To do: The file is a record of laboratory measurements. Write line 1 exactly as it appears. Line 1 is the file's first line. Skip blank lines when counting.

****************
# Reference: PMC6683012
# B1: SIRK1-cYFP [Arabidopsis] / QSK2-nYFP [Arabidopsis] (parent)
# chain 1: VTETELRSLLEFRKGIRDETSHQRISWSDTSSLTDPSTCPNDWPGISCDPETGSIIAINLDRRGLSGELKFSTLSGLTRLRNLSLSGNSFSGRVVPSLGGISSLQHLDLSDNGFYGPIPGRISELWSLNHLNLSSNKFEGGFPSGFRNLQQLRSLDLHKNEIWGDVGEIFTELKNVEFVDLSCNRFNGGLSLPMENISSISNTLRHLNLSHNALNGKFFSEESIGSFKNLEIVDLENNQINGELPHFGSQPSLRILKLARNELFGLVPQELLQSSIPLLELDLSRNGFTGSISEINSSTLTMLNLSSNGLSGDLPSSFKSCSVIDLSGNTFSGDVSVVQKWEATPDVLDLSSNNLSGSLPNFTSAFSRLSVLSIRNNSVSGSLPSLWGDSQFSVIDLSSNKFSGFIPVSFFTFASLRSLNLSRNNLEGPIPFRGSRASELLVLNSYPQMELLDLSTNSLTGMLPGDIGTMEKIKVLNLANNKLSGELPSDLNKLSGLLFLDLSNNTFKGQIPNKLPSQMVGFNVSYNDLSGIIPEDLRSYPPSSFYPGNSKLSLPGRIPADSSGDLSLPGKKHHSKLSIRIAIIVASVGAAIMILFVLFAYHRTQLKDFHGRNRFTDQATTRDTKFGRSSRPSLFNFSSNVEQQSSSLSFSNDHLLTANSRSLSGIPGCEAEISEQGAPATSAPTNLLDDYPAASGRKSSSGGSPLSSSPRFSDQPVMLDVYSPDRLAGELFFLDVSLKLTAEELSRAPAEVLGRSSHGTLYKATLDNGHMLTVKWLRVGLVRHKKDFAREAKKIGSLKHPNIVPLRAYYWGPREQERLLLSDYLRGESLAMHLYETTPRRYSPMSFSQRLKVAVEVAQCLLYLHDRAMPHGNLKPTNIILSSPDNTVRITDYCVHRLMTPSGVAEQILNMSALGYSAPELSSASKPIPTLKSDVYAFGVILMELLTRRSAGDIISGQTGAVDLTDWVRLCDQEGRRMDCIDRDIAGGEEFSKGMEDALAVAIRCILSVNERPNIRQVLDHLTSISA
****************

# Reference: PMC6683012